The Labyrinth

My wife recently constructed a beautiful labyrinth in our garden.  Labyrinths have been around for thousands of years and are found in almost all religious traditions as well as cultures including Native American, Greek, Celtic and Mayan.  Like Stonehenge and the pyramids, they are magical geometric forms that define sacred space.  When one walks a labyrinth, he meanders back and forth, turning 180 degrees each time he enters a new circuit.  Changes in direction induce shifts in states of awareness. 

Both the American Heritage and Webster’s dictionaries miss the concept of the labyrinth defining it as “something highly intricate or convoluted in character, composition, or construction.”  They liken it more to a maze, which is comprised of dead ends and trick turns.  Sounds more like a bear market, doesn’t it?

The labyrinth has only one path leading to the center and back again, but it is ordered.  The journey through the labyrinth is purposeful and fulfilling while the maze invokes conflict and frustration.

The last two years have all too often felt maze-like, fraught with frustrations, dead ends, and trick turns.  In this maze I have fought the market’s ugly turns rather than accepting them on their own terms.  Our buy-and-hold growth strategy that worked so well during the 80’s and 90’s seemed to be broken.  In reality, it was not broken, but it was inflexible and too narrow to find opportunities that were waiting down new and unfamiliar paths.

In the last several briefs I have highlighted a number of changes in the tactics we use to identify opportunities as well as to mitigate risk.  In short, we are looking in new areas to find exciting new investment possibilities that work given the current market and economic conditions.  We are also invoking measures to stop losses and to reduce volatility and risk.  By accepting the realities of today’s markets and adjusting our short-range tactics to better navigate the twists and turns, we are in much better stead than if we held to our more rigid non-market timing approach.

It is difficult to express what a dramatic difference these changes have made personally as well as in our expected results.  It is always easier to work with and use forces greater than one’s self than it is to fight them, but all too often we choose to fight.  It is increasingly apparent that this market will continue its malaise for months (possibly years) to come.  But there are exciting opportunities for appreciation beneath the news headlines of accounting woes, technology bubbles, war, and terror.  It is my intention to locate and own these opportunities while minimizing, to the extent possible, today’s market risks in our portfolios.  The market feels more like a labyrinth now than a maze.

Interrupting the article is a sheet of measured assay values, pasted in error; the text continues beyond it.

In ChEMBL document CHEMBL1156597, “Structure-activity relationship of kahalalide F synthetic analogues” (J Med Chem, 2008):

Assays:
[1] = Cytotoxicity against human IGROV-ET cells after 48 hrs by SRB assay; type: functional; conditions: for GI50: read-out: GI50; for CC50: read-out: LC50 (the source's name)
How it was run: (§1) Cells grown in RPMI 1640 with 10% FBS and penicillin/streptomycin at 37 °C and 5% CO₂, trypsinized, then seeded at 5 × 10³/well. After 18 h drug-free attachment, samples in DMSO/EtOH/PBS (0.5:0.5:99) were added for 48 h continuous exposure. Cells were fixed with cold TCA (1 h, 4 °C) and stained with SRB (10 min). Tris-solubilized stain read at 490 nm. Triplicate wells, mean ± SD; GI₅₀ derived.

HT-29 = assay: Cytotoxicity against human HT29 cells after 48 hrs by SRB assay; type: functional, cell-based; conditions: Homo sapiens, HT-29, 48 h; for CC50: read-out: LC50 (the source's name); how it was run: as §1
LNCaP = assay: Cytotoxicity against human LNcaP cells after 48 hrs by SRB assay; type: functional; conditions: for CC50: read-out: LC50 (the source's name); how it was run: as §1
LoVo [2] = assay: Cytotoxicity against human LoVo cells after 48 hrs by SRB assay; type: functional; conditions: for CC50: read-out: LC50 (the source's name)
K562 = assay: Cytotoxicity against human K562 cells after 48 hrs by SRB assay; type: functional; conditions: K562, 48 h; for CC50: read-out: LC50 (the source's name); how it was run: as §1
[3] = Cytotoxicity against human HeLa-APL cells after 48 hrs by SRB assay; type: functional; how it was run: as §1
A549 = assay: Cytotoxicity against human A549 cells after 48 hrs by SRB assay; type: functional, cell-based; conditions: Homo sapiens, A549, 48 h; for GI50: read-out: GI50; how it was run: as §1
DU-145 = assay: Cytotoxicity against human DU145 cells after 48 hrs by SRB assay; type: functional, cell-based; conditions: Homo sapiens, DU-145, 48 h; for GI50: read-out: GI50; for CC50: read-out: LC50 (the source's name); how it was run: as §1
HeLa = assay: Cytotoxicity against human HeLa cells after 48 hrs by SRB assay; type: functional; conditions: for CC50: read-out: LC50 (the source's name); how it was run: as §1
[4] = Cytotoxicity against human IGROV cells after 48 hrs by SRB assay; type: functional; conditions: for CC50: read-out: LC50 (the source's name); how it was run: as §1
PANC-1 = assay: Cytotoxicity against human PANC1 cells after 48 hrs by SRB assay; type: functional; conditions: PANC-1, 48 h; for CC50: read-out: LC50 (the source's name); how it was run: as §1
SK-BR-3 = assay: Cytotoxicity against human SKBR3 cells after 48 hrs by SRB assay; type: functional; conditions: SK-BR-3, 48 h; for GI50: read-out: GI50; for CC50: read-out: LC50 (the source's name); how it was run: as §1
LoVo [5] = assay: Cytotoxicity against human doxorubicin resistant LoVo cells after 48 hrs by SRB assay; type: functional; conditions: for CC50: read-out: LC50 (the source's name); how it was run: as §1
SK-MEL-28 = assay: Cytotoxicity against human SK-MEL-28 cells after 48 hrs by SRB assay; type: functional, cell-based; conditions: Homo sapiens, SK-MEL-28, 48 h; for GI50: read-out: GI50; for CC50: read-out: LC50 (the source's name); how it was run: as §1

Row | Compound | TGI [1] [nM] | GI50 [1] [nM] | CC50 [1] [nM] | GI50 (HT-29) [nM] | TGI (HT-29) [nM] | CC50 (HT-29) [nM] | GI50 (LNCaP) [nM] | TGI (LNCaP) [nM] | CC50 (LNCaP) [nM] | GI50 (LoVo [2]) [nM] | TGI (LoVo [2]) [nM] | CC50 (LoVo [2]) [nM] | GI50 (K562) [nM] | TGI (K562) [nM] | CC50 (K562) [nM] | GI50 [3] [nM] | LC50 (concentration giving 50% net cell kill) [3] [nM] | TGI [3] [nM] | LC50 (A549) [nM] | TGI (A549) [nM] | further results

Economic signs released over the past several weeks have raised more questions than they have answered.  The strong GDP number last week of 5.8% was primarily attributed to government spending in support of the war on terror with the added push of the corporate inventory buildup.  It was a wonderful surprise on the upside, but most wonder if the business economy can support itself once the inventory build is complete. In other words, will the end demand for goods pick up in time to sustain the momentum enjoyed in the first quarter?

As you can see in the chart below, there are a number of orange coded economic numbers.  Though they represent cautionary signals, they are not so bad to indicate the economy is going back into a period of contraction.

Dow Jones & Co. reports that the net of income and losses of 1,146 U.S. companies in their Dow Jones Global Market Index was a loss of $3.2 billion through May 1st.  The companies were collectively in the red for the first time since the first quarter of 1992.  That compares with profits of $26.7 billion during the first quarter of 2001.  The Wall Street Journal points out that most analysts ignore one-time charges altogether.  Using this approach, year-over-year declines aren’t as bad as they were in 2001.  When looking at the change from one quarter to the next — the approach preferred by economists — earnings might even be improving.

After 417 of the S&P 500 companies reported earnings in April, operating earnings, which exclude write-offs and other one-time charges, were on track to finish the first quarter at $103 billion, according to Thomson Financial/First Call.  That would be down 12% from a year earlier, compared with a year-over-year decline of 22% in the fourth quarter.  First Call’s first-quarter number is likely to be up from the fourth quarter, a point that economists focus on.  Taking accounting changes and seasonal patterns into account, First Call analysts say that operating profits for the first quarter are about flat with the fourth quarter.  “We are bottoming,” says Chuck Hill, director of research at First Call.  But he adds, “the slope of recovery is up for grabs.”